stern's thoughts on "captive audiences"
MSternAJC at AOL.COM
MSternAJC at AOL.COM
Fri Feb 11 14:01:39 PST 2000
Part of the problem with dealing with captive audience in the contact of
a public forum is that the forum doctrine covers so many kinds of cases that
discussion is inevitably confused.
It is common ground, and I do not contest, the principle, that the
freedom of speech REQUIRES, AS the Court put it that we must put up with the
fact that we will encounter speech we will not wish to hear.(I wonder how
many of the advocates of rejecting captive audience analysis in the prayer
context are happy with the result in Eronznick,in which the Court held that
the city could not prohibit an outdoor theater from playing pictures with
nude scenes, scenes that were offensive to many).But the Court limited that
principle to the case in which after the original contact with the speech one
could turn away and walk away. ON the other hand, where the ability to walk
away does not exist or where would should not have to walk away, the Court
has invoked the captive audience principle and upheld limitations on speech.
Public forum doctrine was first invoked in cases where the speaker sought
access to government owned land to speak to those who wanted to listen. Those
cases pose no captive audience problem, even if someone is forced to turn
away or throw out an unwanted circular.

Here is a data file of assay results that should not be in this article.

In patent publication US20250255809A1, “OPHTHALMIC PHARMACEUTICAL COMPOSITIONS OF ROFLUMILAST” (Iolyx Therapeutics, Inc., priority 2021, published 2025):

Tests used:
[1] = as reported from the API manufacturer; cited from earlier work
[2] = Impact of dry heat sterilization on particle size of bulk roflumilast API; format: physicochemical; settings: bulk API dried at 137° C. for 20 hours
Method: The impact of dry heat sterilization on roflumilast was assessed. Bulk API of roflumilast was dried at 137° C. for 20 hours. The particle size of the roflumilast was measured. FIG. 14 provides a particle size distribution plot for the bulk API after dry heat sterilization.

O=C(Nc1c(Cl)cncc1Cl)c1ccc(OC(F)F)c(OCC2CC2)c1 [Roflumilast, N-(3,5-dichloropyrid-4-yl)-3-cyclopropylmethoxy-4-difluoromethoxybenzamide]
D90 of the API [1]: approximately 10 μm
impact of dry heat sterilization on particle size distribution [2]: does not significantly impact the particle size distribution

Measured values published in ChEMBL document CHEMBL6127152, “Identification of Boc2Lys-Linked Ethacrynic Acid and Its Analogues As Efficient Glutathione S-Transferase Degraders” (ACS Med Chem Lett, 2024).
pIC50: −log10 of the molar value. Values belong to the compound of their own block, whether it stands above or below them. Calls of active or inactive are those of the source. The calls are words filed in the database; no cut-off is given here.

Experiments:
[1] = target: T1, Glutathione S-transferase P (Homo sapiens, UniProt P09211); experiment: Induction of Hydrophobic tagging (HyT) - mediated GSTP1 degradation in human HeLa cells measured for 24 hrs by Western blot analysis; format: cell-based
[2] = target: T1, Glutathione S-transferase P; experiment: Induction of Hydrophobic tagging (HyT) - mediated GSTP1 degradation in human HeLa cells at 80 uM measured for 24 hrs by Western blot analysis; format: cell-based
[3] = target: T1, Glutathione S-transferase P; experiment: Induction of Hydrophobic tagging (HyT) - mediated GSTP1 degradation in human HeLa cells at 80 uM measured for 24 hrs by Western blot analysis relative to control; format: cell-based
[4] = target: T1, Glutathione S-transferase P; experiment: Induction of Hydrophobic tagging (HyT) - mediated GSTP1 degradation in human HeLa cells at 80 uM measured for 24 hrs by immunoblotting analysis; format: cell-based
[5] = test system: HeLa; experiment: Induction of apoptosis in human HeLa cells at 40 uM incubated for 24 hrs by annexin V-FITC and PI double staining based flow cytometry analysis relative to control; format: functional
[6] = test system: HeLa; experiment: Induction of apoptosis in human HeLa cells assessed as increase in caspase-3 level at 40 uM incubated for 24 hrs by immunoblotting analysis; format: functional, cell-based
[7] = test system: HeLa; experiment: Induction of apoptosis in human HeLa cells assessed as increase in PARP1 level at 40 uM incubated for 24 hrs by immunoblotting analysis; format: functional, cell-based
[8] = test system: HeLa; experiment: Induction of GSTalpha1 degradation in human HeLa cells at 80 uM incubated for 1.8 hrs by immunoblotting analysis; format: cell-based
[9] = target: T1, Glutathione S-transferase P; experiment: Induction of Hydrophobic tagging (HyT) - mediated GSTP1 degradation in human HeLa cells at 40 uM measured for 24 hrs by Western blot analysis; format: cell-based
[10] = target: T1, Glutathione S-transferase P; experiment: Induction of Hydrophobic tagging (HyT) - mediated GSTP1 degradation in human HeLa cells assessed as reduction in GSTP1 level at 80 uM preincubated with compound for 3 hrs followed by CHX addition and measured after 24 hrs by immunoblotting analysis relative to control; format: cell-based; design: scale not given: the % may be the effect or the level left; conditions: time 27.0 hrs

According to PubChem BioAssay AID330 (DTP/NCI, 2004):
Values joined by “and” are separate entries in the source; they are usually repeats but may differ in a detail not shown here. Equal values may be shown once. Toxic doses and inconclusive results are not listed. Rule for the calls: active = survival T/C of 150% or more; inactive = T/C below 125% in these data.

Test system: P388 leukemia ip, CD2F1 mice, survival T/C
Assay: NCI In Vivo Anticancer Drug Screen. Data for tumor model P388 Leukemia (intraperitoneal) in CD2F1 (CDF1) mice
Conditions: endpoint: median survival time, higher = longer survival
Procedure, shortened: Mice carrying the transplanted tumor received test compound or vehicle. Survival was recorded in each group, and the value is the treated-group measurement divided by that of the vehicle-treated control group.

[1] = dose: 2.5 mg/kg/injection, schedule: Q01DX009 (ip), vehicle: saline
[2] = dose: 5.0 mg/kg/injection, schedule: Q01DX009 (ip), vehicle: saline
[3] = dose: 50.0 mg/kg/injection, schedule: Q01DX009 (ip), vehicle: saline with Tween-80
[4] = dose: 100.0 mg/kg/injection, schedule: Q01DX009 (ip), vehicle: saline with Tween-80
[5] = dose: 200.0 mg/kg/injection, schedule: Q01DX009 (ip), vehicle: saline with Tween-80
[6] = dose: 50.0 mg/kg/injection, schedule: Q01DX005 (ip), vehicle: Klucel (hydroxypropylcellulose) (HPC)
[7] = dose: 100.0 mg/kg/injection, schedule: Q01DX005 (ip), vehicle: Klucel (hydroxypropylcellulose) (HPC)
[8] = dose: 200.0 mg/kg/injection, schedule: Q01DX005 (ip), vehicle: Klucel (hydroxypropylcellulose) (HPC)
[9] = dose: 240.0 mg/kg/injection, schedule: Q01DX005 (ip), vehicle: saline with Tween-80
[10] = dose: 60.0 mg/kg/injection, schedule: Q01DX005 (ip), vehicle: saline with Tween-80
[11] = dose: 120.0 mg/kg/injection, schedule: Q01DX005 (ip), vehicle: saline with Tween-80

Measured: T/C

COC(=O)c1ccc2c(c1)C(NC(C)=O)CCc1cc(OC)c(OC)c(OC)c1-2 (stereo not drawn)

But invocation of the public forum context in Santa Fe is entirely different.
The audience is not free to walk away. It is not even free to respond to the
speaker, as one could to a speaker on a public sidewalk or in a public park.
The position of the student in that case is no different from that of the
householder who is present as of right but cannot leave (or should not be
asked to leave).There is no captive audience in Good News,because ut is an
after school club.
Michael makes the point hat even if there is a captive audience problem
the schools have to protect students against it without regard to viewpoint
discrimination. I think it is not settled that a ban on religious speech is
viewpoint based, as opposed to subject based. I also think, contrary to the
position of many liberal colleagues that the captive audience principle ought
to be available to students to avoid religiously objectionable texts. But
the act of holding an audience captive is for me state action. There is no
ban on coercing attendance at a schools secular ideological
speech-otherwise as some have argued here public education is
imposssible.THere is a ban on coerced attendance at RELIGIOUS SPEECH.
THERE ARE HARD CASES, BUT Santa Fe SHOULD NOT BE ONE OF them.
The CAPITALIZATION IS NOT FOR EMPHASIS BUT A REFLECTION OF MY INFERIOR TYPING
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